The following day the visitor returned. When I opened the front door to him I felt myself turn pale and cold, and he immediately discerned the reason.


“Have you seen it?” he whispered, his question insistent.


“Er, what?” I replied, dissembling.


“The painting.”


“What painting, sir?”


He shook his head in response to my attempt at subterfuge. “It’s not a painting at all, you see. It’s a portal.” He whispered the last in the manner of a dreadful secret.


He would say no more and I announced his visit but my employer banged his cane upon the floor and exclaimed, “He is not welcome here! I told him that!”


As I turned to leave the room I heard the sound of hurried footsteps upon the stairs, and put a hand to my mouth, wondering if I had remembered to lock the door.  I turned from the room, my employer demanding to know what was going on, and ran up the stairs as quickly as I could. The man’s footfalls echoed loudly but as I reached the door, all was silent. The door was shut, but indeed was unlocked, and when it swung open I saw that the room was empty.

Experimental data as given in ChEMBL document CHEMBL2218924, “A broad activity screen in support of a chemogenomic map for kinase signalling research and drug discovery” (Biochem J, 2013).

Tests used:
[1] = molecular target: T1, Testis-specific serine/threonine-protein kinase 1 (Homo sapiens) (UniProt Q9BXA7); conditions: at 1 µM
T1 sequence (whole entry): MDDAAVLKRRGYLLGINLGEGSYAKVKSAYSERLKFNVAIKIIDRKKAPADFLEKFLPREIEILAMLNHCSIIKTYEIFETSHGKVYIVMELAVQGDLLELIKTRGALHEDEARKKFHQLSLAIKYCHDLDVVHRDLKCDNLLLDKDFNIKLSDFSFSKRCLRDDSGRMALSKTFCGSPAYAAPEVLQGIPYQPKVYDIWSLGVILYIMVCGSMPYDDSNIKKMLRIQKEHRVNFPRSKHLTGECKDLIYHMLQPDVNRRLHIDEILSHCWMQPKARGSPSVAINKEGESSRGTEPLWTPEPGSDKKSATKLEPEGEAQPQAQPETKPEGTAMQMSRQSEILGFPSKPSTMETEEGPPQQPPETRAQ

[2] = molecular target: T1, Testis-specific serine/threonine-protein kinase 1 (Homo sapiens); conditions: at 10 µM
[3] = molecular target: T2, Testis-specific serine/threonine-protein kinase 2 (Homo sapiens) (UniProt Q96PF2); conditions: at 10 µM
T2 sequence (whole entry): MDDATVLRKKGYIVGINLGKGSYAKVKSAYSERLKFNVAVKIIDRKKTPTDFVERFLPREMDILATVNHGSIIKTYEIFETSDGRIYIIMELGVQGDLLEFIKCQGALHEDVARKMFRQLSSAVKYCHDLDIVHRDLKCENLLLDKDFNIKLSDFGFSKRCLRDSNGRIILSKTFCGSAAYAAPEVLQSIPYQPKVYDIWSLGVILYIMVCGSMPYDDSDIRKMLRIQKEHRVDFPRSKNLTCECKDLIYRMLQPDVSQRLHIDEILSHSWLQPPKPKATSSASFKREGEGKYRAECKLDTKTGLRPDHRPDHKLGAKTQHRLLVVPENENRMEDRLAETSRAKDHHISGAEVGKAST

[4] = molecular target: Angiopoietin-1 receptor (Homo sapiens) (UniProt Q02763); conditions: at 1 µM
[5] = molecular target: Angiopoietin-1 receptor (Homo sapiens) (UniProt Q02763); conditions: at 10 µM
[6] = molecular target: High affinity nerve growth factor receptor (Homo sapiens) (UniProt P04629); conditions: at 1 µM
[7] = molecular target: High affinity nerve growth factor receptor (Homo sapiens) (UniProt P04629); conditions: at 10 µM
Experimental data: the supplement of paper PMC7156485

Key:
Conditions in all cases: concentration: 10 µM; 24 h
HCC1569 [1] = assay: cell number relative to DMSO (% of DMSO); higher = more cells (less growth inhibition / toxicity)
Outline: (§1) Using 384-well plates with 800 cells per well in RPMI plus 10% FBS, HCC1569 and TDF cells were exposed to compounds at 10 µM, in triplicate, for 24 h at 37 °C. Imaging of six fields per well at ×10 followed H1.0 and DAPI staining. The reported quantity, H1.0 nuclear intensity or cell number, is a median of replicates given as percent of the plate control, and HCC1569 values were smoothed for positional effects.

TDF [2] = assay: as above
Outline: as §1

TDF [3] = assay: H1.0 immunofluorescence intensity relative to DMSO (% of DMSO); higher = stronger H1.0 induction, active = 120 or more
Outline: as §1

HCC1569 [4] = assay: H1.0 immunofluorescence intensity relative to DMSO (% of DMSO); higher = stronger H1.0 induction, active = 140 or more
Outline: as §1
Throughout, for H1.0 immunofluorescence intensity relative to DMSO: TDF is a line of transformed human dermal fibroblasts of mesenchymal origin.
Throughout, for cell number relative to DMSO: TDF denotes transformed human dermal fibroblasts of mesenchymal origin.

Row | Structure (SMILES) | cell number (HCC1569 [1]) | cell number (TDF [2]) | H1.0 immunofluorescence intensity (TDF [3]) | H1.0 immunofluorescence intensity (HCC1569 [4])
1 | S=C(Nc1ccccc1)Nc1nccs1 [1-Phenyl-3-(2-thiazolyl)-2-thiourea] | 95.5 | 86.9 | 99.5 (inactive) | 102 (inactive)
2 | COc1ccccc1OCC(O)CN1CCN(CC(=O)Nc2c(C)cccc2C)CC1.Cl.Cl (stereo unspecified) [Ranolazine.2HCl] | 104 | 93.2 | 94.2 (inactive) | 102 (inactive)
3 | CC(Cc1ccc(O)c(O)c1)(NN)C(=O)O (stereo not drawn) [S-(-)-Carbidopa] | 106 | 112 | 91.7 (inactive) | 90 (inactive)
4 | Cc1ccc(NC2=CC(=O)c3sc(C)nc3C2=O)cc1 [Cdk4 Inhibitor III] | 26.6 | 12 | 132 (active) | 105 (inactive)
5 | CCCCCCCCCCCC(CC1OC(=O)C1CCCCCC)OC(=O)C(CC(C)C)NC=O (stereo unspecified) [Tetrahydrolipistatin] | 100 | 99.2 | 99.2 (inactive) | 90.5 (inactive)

I could not bear to investigate further at that moment, but upon returning downstairs I found Mr. Vinsdale and Mrs. Murage engaged in frantic discussion.


“Did he get it?” my employer demanded.


“I don’t know, sir,” I replied. “There was no one there.”


He demanded we help him up the stairs and we made for the bedroom. To my surprise, the door was locked, and Mrs. Murage gave me a dark look as she took out her key, perhaps to forestall me from unwise admissions.


We entered the room, leading Mr. Vinsdale to the painting. I gripped his shoulder then to see, that - as he had earlier insisted - the canvas was painted over with a layer of black.


“You see!” he thundered, “It is just as I told him!”


I was too confused and frightened to look in the mirror as we left the room. We searched the house over, but never found a trace of the visitor. And we who occupied the house never spoke of the painting again.


I think about it often, finally committing my encounter now to these pages, though I dared not attempt to view it again. I think about what would have happened if I’d touched it, or touched the mirror which held a reflection altogether unwholesome for certain.


What world lay within that painting? Where does that portal lead? And whomever painted it, where did they come from?


It still hangs in the house, upon that wall, I’ve been told. When Mr. Vinsdale died, some months past the incident, the house came into the possession of a distant cousin who has also kept it just as it was, as it always has been. But my services were no longer required.


And I wonder: has the new occupant seen the painting as it is? As it truly is?